The housekeeper and the professor by Yoko Ogawa, translated by Stephen Snyder A novel translated from the Japanese, where nothing much happens and prime numbers play a central role, may not sound like the most relaxing summer read.
Imagine a biologist trying to deduce the life cycle of an unknown creature by observing it just long enough to witness four beats of its heart. Nowadays, we know the Sun follows an eleven-year cycle, so even lifelong professional astronomers are likely to witness no more than four of its pulsations. Solar astronomy is truly a multigenerational science and its beginnings are brilliantly summarised in Stuart Clark's story, built around the greatest magnetic storm ever recorded.
If the quest for a physical theory of everything, and some of the strange concepts that have sprung from it, strikes you as somewhat mystical, then this is just the book you need to explore the idea further.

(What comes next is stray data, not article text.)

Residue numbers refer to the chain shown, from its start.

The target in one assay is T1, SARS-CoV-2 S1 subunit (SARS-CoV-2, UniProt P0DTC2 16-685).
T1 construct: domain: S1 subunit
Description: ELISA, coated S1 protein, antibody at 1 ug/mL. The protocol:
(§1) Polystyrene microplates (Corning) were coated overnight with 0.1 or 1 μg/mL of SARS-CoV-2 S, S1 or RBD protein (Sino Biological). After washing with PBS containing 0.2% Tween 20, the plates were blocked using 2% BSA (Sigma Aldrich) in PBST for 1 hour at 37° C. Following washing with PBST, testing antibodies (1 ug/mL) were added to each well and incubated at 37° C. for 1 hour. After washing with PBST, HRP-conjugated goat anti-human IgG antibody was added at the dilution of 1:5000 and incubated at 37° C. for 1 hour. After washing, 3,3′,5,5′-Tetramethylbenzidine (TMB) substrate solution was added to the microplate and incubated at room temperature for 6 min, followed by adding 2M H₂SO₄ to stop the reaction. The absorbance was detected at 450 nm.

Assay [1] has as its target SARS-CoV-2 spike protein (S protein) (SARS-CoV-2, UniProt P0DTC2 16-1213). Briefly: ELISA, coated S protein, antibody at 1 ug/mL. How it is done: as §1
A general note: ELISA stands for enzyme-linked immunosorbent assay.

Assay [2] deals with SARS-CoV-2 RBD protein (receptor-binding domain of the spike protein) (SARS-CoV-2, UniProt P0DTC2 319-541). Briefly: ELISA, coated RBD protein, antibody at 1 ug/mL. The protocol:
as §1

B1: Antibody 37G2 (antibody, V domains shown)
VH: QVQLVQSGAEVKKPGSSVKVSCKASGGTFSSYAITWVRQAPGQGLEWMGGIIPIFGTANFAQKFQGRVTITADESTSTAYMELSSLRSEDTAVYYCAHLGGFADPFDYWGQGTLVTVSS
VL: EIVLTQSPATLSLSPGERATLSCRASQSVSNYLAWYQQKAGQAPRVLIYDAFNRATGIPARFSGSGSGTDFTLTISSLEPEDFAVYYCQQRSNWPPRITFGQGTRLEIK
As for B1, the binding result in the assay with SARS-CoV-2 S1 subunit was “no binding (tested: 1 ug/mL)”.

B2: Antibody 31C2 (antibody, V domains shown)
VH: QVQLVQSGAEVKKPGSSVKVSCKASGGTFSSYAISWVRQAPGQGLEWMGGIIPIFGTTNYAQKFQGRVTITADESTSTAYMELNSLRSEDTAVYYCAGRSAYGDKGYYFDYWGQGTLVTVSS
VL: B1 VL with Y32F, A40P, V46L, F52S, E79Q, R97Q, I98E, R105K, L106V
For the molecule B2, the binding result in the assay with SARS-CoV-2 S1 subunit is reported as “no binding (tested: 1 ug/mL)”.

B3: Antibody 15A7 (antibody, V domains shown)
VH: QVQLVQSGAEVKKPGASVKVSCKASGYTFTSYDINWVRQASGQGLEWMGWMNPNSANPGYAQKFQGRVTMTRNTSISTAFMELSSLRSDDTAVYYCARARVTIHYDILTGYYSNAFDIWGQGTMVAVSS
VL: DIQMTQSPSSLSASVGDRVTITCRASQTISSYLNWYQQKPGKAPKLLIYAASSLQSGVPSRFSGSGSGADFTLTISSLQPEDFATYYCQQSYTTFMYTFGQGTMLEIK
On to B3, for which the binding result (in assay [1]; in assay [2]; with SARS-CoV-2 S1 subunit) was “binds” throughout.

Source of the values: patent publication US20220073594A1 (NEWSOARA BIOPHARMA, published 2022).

The Magic Numbers of the Professor revolves around a fictional professor and a huge range of magical numbers. Written in a narrative style, the book documents a series of visits the Professor makes from America to Ireland to visit Owen O'Shea, the author of both this book and a fictional column within the story.